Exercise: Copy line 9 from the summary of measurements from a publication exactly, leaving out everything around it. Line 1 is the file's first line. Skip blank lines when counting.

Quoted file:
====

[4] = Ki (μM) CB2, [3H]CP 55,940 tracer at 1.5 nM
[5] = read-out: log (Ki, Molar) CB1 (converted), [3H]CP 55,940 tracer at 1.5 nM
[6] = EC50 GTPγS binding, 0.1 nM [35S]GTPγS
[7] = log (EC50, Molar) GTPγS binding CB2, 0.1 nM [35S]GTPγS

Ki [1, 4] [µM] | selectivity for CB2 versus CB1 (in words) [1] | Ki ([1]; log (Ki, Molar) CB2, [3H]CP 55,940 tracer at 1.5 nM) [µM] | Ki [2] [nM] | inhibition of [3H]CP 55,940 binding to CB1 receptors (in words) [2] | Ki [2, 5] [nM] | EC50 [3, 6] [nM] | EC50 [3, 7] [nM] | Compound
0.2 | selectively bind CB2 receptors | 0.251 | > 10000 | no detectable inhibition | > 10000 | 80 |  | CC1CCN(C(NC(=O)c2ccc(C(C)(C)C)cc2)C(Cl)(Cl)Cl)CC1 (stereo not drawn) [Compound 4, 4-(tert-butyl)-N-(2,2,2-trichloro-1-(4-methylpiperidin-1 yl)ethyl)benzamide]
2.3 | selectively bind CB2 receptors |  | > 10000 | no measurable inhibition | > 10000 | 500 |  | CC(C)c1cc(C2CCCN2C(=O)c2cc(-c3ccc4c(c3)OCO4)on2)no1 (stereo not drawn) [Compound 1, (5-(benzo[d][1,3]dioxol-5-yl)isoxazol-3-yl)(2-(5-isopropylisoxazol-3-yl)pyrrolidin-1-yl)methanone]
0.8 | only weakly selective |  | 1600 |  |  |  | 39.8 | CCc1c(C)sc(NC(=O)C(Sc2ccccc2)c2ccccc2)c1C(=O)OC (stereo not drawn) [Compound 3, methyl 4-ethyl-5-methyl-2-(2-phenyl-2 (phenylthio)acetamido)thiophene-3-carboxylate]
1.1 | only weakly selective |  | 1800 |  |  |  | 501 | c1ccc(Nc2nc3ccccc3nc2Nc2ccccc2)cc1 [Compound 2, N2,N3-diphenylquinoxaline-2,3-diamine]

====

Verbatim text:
1.1 | only weakly selective |  | 1800 |  |  |  | 501 | c1ccc(Nc2nc3ccccc3nc2Nc2ccccc2)cc1 [Compound 2, N2,N3-diphenylquinoxaline-2,3-diamine]